80 - 71 points: C

70 - 61 points: D

60 - 50 points: E

less than 50 points: F (fail)

 

More in SMĚRNICE S_SO_002: Organizace zkouškových termínů, kontrol studia a užívání klasifikace A–F na FSV UK.

Sanctions:


If student fails to meet deadline of midterm paper, each day of late submission mean -2 points off final grade.

 

Paper submission:

Students will submit papers through the Turnitin system: https://library.cuni.cz/services/turnitin/

Class ID: 42475590

Enrollment key: Jinonice1

 

Class ethics
(A) Any use of quoted texts in briefing papers must be acknowledged. Such use must meet the following conditions:

1.       the beginning and end of the quoted passage must be shown with quotation marks

2.       when quoting from periodicals or books, the name(s) of author(s), book or article titles, the year of publication, and page from which the passage is quoted must all be stated in footnotes or endnotes;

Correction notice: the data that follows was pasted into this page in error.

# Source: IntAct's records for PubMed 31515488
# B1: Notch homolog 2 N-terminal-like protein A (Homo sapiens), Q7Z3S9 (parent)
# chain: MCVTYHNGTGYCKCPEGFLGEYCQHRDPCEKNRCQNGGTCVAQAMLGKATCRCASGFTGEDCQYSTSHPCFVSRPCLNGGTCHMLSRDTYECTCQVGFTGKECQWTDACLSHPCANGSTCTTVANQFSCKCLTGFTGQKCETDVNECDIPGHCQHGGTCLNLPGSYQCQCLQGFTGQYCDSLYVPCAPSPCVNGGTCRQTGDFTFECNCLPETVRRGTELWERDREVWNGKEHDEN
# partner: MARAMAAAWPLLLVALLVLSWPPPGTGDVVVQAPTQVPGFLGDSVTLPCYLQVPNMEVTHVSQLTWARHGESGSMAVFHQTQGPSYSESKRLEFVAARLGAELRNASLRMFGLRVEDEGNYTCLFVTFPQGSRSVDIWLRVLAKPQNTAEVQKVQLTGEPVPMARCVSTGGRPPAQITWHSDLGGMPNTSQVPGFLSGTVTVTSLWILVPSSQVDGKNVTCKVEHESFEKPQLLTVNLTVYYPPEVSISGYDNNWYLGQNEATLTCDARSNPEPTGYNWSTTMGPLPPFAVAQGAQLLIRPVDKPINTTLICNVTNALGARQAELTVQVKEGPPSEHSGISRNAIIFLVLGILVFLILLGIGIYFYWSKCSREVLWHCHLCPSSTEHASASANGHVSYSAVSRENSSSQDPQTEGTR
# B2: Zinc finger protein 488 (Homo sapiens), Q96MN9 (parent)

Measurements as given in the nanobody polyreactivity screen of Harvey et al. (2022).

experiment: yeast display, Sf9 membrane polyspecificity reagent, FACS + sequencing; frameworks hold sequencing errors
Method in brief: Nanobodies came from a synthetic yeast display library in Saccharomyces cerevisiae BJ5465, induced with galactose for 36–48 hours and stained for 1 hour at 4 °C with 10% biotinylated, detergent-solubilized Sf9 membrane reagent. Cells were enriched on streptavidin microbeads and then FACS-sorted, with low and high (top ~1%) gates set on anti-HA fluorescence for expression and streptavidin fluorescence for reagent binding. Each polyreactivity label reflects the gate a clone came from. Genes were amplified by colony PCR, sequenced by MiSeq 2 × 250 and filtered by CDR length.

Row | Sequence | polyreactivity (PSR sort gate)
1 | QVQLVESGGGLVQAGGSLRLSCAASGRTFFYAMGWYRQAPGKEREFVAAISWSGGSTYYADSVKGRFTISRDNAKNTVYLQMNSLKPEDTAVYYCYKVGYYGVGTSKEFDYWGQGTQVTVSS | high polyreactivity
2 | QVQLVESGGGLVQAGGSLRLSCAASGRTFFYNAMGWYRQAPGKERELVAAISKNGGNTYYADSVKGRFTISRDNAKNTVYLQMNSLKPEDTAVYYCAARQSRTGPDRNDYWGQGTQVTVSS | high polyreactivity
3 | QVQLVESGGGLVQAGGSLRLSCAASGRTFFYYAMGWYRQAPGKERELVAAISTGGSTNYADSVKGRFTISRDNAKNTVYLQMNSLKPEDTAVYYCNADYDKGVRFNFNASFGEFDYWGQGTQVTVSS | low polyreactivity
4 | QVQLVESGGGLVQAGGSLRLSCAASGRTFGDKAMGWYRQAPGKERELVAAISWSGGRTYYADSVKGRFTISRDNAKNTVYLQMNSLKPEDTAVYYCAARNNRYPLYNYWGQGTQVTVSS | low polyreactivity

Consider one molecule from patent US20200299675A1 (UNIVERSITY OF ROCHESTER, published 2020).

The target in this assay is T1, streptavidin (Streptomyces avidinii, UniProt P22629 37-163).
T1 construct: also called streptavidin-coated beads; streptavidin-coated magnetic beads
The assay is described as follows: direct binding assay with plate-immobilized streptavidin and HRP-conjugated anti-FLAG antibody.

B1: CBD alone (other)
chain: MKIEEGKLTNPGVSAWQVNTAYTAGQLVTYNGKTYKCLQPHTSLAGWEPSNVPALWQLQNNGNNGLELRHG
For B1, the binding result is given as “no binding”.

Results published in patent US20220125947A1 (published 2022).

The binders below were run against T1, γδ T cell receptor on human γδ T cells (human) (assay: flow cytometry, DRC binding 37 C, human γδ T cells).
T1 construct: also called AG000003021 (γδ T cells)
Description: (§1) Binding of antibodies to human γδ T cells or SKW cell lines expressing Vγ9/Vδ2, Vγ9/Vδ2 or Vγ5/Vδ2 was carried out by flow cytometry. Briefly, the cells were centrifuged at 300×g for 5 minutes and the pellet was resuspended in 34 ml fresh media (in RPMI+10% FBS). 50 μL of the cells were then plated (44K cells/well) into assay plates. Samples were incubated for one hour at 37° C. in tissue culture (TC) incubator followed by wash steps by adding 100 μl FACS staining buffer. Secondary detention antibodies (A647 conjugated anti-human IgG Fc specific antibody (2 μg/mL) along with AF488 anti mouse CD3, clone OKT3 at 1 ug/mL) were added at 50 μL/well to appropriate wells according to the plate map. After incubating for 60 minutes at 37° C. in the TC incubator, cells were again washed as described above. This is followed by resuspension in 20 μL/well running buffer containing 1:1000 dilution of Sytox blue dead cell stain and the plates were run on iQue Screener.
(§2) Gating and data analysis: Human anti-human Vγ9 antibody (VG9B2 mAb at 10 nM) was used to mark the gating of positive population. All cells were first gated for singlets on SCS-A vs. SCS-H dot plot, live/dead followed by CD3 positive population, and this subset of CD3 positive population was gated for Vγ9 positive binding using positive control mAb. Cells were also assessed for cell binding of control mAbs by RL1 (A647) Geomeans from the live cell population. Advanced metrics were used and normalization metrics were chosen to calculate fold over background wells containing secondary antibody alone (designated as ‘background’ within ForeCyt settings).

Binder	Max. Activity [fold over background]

3.       internet sourcing must include a full web address where the text can be found as well as the date the web page was visited by the author.

(B) In case the use of any texts other than those written by the author is established without proper acknowledgement as defined in (A), the paper will be deemed plagiarized and handed over to the Disciplinary Commission of the Faculty of Social Sciences.

Literature
Last update: Bc. Sára Lochmanová (31.01.2024)

Via Syllabus.

Teaching methods
Last update: PhDr. Jan Hornát, Ph.D. (29.01.2024)

Lecture and discussion with students

Syllabus
Last update: PhDr. Jan Hornát, Ph.D. (22.02.2024)

Course schedule (2024)